A member of Iran’s parliament said that the “unnecessary costs” of the country’s foreign policy would leave the regime “paralyzed on the streets of Tehran”.
In a Sunday speech in parliament, Jalil Rahimi Jahanabadi said that the “Unnecessary costs, which are not a priority should be removed” adding that the former Soviet Union, eventually fell apart in Moscow’s streets despite its nuclear warheads and influence around the world.
The “reformist” MP represents three cities in Iran’s Northeastern province of Razavi Khorasan and is the head of the International Committee of the Legal and Judicial Commission.
“Although our influence and presence in the region is important, we should not forget that sometimes unnecessary costs can cripple us on Tehran’s streets,” Rahimi Jahanabadi said in comments carried by the ISNA state-run news agency.
“When the Soviet Union collapsed, it had 13,000 nuclear warheads, influence in more than 20 countries and a space station, but it was torn apart on Moscow streets, losing its security and territorial integrity,” Jahanabadi said painting a bleak picture of the regime’s future.
Iran’s Supreme Leader Ali Khamenei also recently published a short video on his official Twitter account about why he thought the Soviet Union collapsed.
Although seemingly irrelevant, it signals that the Supreme Leader is terrified that his regime will share the fate of the Soviet Union.
The Sunni MP also cited the economic hardships that ordinary Iranians were facing and how it would pose a threat to Iran’s “national security” with increased street protests.
“Today, people have a hard time making a living and feeding their children. If we fail to resolve the problem of unnecessary domestic and foreign expenditures, we will bear heavy costs,” he said.
“Our national security will be damaged not by the enemies but in the streets of our cities,” he added.
The MP also cited the government’s 2019 budget bill, currently being debated in parliament.
“Unnecessary costs that are not a priority in the country have to be removed and instead we have to focus on people’s livelihood, education, hygiene and healthcare and water and gas for villages,” Jahanabadi said.
This is not the first time officials have hinted about the regime’s upcoming Armageddon.
The grandson of the founder of the Islamic Republic of Iran recently said that there was no guarantee that the Iranian regime would survive.
“We must find the rules for human behavior and the causes of stability and collapse in order to live according to them. Otherwise there is no guarantee that we (regime) will stay and others will go,” Hassan Khomeini said in late December.
In an editorial in the state-run Entekhab daily on December 30, another MP also hinted at regime change writing that “when a people were dissatisfied with a government or did not have complete satisfaction, that government lacks legitimacy.”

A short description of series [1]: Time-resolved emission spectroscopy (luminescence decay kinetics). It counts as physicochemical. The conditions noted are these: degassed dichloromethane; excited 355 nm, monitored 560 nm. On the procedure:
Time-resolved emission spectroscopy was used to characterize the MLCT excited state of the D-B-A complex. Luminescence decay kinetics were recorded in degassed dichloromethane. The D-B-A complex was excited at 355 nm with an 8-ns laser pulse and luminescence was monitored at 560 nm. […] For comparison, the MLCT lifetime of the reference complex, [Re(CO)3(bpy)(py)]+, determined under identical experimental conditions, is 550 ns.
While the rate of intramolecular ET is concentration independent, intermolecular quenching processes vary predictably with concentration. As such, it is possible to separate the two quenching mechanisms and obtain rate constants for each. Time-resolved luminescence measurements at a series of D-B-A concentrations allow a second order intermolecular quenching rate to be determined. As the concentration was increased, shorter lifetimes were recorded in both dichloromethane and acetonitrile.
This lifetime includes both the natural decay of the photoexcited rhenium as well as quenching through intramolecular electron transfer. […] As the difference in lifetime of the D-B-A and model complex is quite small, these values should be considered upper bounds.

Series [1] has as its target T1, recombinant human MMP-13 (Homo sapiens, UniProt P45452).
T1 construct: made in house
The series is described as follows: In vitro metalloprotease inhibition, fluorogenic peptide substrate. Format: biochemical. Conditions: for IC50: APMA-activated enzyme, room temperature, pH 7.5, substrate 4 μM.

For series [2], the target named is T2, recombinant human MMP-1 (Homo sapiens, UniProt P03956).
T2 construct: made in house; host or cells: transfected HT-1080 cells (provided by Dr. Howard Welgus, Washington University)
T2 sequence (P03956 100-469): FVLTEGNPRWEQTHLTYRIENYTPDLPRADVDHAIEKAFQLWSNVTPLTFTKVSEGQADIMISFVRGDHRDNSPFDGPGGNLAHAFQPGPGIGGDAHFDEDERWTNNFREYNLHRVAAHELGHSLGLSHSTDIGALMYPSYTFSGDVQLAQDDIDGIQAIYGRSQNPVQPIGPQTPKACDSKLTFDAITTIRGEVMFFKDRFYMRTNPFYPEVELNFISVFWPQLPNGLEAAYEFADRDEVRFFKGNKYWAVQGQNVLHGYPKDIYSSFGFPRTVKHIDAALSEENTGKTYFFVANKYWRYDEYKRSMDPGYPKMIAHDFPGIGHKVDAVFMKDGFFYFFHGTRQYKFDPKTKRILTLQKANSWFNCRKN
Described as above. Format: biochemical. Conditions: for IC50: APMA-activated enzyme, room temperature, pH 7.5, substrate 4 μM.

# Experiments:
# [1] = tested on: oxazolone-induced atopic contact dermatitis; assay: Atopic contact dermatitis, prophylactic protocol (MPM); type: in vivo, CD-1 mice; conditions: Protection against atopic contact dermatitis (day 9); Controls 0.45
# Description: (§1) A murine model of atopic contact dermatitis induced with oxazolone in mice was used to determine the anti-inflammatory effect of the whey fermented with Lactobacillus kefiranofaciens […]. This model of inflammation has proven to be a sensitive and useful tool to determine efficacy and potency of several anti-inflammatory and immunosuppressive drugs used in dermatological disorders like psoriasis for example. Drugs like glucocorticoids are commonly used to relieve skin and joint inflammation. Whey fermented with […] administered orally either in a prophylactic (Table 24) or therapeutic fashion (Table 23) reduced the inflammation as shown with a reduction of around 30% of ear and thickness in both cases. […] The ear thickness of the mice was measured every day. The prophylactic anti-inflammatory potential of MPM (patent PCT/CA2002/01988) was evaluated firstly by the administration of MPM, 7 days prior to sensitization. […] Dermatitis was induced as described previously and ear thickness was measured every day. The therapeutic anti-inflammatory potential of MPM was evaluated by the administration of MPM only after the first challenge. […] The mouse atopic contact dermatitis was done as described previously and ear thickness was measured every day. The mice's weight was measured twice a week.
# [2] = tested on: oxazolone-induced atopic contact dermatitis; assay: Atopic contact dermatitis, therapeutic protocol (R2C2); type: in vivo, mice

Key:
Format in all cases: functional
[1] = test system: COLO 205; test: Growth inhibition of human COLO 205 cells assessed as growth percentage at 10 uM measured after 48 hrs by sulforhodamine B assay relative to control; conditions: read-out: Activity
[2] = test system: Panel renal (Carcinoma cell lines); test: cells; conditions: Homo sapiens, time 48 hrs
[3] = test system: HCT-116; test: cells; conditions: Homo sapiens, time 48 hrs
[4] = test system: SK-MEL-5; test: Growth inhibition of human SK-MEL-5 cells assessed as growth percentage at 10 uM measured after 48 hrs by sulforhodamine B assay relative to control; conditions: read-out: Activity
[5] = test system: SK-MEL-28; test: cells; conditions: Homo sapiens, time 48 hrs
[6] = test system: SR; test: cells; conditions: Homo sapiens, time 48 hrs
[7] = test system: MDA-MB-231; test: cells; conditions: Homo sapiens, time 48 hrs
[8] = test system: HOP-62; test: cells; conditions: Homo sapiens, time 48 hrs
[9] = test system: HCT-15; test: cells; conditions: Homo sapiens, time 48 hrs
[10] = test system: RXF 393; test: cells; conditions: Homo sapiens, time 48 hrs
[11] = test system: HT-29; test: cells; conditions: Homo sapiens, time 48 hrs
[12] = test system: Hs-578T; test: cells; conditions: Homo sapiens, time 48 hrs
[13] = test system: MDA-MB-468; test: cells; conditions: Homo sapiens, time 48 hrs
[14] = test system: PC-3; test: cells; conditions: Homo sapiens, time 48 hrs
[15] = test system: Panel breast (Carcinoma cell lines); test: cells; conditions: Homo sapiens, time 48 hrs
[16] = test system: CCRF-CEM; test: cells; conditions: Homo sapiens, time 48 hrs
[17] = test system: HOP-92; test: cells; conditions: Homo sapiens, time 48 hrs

“The people have not signed a contract with any state,” he wrote.
“The people choose rulers and governments because they believe that their demands will be met but when a government or its officials refuse to be held accountable, it’s only natural that sooner or later, they will be put aside,” Mehdi Sheikh wrote.
These comments came three days after the daughter of the late Hashemi Rafsanjani said that the regime had already collapsed in substance and that the only reason that it was still standing was “intimidation”.
“In my opinion, in substance, the collapse has already happened. It’s only the physical collapse that has not happened and I deem it very probable that it will happen,” said Faezeh Hashemi, who is also a former member of Iran’s parliament.
Before this, a firebrand senior cleric with close ties to Iran’s Supreme Leader said that “the enemies of the Islamic Republic were laying the ground to implement a new sedition” in 1398, the Persian year that starts on March 24, 2019.
“The enemy is setting up a plot to instigate a sedition in 1398 through the use of personalities,” the senior cleric who is also the head of Friday Prayers in Mashhad said adding that the people had to stand by the regime and continue “their 40 year revolution.”
There have been widespread rallies in Iran in the past few months by a vast strata of the Iranian society in protest to their livelihood conditions. Iranian truck drivers, workers teachers, students, and depositors who have lost their savings to government affiliated credit institutions have all taken to the streets.
The 2018 protests have sounded the alarms for regime elites that the people of Iran will ultimately run them over after 40 years of mismanagement, suppression and corruption.